Did you know that school funding is tied to the student in Indiana? Most folks—including educators—don’t. It’s top-level. It’s complex. There is even a portion of state education funding called complexity.
Simply put, in Indiana, each student is a backpack full of cash. The cash follows them to the school district they attend. There are added complexities (there’s that term again), but that is the heart of it. If you decide to enroll your child in a privately managed virtual school, like Connections Academy (Pearson) or Indiana Digital* (K12 Inc.), instead of sending them back to your neighborhood public school, then the state funding that went last year to your child’s public school goes instead to the virtual school. If you choose to enroll them in a private, out-of-state, out-of-pocket school, you get little to no assistance. If you decide to homeschool in the traditional sense, you get little to no assistance.
I get it. We’re in a pandemic. Some of us can NOT send our child back to school. (On the flip side, some of us MUST.)
However, if children do not return to their local public school, then the school district collects less funding than prior years from the state. Since the bulk of public school funding comes from state funds, the results of less state funding will be layoffs, larger class sizes, fewer support staff, fewer field trips (when we’re out of the pandemic), fewer extracurriculars and specials, etc.
This hurts children. Most of whom thrive better in smaller classes where teachers can devote more one-on-one time with them.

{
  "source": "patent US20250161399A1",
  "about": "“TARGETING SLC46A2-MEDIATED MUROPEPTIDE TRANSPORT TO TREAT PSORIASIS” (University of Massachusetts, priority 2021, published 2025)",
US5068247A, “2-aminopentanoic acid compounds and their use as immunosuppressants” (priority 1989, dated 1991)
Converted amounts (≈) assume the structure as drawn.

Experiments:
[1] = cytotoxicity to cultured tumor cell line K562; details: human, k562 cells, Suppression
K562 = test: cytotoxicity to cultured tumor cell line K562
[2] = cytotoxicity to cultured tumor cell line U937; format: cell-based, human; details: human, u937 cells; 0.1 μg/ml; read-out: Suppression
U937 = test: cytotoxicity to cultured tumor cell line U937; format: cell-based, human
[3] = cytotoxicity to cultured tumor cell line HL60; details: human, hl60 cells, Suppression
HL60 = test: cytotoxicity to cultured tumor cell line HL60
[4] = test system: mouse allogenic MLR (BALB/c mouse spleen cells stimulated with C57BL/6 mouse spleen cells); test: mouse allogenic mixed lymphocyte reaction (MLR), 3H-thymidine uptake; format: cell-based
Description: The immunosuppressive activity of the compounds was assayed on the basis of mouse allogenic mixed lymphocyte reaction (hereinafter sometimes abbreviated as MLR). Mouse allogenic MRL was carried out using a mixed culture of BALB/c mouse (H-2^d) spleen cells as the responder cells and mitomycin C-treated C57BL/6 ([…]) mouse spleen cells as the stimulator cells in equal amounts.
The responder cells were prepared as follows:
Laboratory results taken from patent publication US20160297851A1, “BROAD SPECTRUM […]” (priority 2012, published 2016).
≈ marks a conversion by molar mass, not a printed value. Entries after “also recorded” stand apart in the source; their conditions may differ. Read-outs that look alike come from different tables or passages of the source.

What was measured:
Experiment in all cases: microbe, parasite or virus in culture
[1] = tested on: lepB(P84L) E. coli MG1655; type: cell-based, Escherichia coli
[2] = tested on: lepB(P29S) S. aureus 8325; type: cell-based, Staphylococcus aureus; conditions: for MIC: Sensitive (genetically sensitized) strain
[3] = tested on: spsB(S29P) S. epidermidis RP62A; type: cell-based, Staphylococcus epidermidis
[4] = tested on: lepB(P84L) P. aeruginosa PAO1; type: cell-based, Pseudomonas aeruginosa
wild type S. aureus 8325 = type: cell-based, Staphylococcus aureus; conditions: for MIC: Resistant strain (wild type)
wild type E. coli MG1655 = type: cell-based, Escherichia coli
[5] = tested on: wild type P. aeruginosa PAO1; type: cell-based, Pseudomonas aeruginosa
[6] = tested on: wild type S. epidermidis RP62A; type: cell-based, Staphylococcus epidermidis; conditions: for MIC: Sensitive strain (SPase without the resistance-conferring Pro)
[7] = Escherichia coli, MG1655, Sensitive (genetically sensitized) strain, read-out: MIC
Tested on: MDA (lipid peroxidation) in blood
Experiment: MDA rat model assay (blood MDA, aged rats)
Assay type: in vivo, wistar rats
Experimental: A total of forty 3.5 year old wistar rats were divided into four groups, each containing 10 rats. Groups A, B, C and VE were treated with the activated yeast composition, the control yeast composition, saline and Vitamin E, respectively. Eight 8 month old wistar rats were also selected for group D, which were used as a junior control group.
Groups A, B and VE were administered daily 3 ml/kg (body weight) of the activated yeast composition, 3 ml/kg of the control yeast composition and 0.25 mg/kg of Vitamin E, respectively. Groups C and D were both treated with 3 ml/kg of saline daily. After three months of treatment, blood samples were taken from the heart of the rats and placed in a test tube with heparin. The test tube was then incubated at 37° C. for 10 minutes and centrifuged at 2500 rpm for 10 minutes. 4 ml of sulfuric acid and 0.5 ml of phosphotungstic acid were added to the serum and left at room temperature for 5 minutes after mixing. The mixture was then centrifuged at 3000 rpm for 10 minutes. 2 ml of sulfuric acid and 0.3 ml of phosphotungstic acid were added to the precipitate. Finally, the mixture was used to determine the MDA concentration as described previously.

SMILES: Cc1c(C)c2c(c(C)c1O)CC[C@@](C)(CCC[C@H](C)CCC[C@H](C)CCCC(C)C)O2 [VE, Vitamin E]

This hurts the future of communities.
This hurts low-income children and low-income communities the most.
Stuart Greene, a school board member in South Bend, explains how it can truly hurt in this article.
…this nationwide trend of whether students leaving their public schools for [alternate schooling] could have a clear consequence.
To help protect districts from large financial losses, Senator Eddie Melton and other legislators have stressed that state funding for Indiana’s schools for the 2020–21 year should be based on the last student count (ADM, average daily membership) before the pandemic, which was in February 2020. In addition, he and others believe that the schools must also be financially supported by emergency federal funding as educating children during a pandemic will not cost less. In fact, it will cost much more.
Still, some of us can NOT send our children back to school. I get it. But please be patient. Chances are your school district may offer an online option. Choosing that online option affords your child more local resources than an online option that is not local.
What can I do?
* Indiana Digital is classified as a traditional public school, but it is a virtual school that serves students across the state much like a virtual charter school.